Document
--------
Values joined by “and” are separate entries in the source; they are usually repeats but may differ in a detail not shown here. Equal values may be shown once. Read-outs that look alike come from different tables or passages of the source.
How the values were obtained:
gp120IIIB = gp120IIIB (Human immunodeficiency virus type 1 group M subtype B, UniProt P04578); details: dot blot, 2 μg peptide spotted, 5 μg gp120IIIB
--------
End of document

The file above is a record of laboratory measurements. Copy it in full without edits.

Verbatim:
Values joined by “and” are separate entries in the source; they are usually repeats but may differ in a detail not shown here. Equal values may be shown once. Read-outs that look alike come from different tables or passages of the source.
How the values were obtained:
gp120IIIB = gp120IIIB (Human immunodeficiency virus type 1 group M subtype B, UniProt P04578); details: dot blot, 2 μg peptide spotted, 5 μg gp120IIIB